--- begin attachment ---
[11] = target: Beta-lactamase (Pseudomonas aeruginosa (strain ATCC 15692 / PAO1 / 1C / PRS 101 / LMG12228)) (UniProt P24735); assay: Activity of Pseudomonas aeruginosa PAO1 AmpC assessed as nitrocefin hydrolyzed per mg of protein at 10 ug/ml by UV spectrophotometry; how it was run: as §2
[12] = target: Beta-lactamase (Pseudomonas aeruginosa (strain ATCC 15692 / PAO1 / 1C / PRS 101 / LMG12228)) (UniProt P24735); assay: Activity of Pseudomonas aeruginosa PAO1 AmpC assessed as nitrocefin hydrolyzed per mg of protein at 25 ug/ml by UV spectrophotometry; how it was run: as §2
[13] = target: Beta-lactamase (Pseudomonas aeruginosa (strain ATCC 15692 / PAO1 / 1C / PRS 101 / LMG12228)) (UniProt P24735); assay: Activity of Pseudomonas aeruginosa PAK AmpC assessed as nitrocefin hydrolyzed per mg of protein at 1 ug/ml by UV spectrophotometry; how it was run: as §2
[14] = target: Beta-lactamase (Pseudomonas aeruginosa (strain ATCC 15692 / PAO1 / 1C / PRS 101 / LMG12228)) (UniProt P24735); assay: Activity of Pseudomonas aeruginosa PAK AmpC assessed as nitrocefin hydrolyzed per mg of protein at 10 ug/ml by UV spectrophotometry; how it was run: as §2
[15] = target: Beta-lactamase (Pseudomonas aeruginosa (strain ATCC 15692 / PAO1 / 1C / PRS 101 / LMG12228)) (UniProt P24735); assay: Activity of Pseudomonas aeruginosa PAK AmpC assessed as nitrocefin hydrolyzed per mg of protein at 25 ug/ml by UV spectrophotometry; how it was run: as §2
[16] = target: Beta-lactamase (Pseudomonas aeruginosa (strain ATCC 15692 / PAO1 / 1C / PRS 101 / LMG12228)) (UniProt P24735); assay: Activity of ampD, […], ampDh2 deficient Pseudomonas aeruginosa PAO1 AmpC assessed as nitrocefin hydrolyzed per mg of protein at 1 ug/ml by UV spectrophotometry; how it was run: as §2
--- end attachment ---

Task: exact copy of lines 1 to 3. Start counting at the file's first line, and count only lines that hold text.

[11] = target: Beta-lactamase (Pseudomonas aeruginosa (strain ATCC 15692 / PAO1 / 1C / PRS 101 / LMG12228)) (UniProt P24735); assay: Activity of Pseudomonas aeruginosa PAO1 AmpC assessed as nitrocefin hydrolyzed per mg of protein at 10 ug/ml by UV spectrophotometry; how it was run: as §2
[12] = target: Beta-lactamase (Pseudomonas aeruginosa (strain ATCC 15692 / PAO1 / 1C / PRS 101 / LMG12228)) (UniProt P24735); assay: Activity of Pseudomonas aeruginosa PAO1 AmpC assessed as nitrocefin hydrolyzed per mg of protein at 25 ug/ml by UV spectrophotometry; how it was run: as §2
[13] = target: Beta-lactamase (Pseudomonas aeruginosa (strain ATCC 15692 / PAO1 / 1C / PRS 101 / LMG12228)) (UniProt P24735); assay: Activity of Pseudomonas aeruginosa PAK AmpC assessed as nitrocefin hydrolyzed per mg of protein at 1 ug/ml by UV spectrophotometry; how it was run: as §2